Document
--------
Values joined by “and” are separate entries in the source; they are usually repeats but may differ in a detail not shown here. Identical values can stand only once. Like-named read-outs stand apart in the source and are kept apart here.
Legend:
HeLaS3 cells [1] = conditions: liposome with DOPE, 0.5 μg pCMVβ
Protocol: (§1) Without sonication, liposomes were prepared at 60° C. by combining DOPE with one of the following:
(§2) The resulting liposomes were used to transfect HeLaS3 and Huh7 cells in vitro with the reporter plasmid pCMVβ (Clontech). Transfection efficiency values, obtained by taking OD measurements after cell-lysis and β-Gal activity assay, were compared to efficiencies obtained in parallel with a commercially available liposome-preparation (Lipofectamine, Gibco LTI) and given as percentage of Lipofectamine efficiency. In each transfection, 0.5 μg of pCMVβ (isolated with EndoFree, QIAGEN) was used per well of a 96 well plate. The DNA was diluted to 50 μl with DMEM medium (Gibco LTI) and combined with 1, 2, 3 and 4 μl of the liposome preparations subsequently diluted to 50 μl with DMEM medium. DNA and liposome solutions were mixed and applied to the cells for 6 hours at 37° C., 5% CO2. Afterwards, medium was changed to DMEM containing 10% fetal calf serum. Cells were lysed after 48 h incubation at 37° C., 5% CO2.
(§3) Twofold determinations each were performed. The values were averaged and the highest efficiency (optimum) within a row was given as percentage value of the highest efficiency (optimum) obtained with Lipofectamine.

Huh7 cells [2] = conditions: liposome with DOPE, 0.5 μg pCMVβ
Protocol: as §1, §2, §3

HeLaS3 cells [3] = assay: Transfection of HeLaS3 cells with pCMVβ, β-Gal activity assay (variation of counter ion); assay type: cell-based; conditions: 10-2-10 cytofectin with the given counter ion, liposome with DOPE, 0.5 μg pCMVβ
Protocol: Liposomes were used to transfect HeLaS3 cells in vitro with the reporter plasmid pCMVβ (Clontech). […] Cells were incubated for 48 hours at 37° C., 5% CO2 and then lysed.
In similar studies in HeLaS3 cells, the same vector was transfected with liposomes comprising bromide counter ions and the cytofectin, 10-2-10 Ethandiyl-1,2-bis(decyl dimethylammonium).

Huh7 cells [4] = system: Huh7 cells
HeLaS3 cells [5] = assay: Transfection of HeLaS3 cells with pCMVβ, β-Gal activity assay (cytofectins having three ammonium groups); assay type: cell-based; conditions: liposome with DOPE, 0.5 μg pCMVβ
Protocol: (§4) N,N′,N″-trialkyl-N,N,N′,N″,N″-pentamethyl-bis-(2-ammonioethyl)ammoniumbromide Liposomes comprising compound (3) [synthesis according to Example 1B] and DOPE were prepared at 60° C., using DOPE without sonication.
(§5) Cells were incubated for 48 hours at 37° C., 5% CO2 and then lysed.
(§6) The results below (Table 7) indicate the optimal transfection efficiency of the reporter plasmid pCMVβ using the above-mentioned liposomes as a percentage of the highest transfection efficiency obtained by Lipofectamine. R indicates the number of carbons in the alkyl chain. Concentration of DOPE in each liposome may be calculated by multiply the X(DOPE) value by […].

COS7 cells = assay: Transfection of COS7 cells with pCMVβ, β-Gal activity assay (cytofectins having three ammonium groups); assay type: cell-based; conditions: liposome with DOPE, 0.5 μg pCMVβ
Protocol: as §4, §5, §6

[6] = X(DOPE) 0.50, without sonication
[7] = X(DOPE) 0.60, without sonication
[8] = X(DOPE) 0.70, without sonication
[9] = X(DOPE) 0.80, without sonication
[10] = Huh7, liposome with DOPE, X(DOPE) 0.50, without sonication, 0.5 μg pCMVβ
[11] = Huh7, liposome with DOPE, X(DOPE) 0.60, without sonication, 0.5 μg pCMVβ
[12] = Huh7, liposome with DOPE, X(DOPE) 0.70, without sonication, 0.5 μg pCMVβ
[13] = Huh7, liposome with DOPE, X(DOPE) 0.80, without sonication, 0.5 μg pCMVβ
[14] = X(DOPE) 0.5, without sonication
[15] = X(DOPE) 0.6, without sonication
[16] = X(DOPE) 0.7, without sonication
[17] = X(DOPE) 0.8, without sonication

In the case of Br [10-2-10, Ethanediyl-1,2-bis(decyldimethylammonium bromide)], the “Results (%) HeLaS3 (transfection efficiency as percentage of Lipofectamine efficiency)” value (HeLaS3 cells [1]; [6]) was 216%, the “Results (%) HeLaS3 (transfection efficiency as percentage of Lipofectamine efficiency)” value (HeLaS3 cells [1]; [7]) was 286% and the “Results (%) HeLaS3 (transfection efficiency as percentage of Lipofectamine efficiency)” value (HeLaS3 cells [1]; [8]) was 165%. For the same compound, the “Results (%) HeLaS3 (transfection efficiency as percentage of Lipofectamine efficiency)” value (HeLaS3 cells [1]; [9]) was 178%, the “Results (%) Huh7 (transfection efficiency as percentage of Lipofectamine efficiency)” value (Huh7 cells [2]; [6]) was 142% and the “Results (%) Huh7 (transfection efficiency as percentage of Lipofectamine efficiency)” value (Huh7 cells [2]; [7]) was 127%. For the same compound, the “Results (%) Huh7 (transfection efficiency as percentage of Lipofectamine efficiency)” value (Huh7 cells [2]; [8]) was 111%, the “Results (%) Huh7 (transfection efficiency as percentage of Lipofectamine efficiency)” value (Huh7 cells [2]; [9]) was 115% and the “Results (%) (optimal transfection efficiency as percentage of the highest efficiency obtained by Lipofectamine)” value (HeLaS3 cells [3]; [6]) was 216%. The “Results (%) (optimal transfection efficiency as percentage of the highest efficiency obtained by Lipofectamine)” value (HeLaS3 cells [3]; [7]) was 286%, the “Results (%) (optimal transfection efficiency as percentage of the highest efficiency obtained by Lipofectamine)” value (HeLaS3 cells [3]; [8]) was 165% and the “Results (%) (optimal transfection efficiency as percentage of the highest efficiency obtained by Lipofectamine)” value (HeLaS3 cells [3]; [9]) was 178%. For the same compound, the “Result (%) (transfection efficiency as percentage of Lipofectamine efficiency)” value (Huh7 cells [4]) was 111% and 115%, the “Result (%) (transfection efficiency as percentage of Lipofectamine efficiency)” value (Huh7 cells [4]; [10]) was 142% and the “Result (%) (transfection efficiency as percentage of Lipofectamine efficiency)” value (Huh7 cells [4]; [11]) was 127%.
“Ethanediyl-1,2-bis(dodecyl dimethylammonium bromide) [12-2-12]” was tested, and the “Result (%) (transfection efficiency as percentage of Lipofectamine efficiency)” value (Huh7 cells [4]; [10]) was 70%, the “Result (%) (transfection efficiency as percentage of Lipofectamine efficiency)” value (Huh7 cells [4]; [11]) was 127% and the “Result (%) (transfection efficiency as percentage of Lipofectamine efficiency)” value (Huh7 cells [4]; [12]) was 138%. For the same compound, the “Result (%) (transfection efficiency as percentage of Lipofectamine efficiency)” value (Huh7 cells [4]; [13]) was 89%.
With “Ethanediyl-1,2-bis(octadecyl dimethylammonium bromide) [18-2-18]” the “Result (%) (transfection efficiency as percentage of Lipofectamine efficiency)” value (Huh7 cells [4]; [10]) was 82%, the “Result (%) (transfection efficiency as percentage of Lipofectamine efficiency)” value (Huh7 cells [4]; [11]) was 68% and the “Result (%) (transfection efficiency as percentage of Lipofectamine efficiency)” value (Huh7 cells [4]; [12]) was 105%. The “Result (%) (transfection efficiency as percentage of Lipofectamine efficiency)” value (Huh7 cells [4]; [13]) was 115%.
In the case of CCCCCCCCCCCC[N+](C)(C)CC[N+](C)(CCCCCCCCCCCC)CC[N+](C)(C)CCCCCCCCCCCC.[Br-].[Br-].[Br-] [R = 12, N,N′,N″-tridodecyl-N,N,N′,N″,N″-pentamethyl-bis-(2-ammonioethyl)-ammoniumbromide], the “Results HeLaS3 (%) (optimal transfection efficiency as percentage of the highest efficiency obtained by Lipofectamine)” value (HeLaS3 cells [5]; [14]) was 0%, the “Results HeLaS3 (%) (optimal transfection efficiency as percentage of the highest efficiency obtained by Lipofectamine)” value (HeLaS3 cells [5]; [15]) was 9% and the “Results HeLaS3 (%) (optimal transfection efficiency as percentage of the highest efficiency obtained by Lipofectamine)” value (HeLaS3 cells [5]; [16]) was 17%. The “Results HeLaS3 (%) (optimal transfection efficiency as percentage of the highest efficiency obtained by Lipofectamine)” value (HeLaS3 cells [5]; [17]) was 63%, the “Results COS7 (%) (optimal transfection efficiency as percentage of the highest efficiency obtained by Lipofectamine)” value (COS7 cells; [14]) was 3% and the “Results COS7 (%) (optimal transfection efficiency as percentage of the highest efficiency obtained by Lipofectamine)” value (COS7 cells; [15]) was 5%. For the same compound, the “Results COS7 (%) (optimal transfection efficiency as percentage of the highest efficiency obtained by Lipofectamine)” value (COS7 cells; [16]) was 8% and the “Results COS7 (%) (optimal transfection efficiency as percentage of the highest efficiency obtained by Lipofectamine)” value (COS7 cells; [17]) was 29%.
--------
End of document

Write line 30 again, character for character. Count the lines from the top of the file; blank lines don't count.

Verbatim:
[17] = X(DOPE) 0.8, without sonication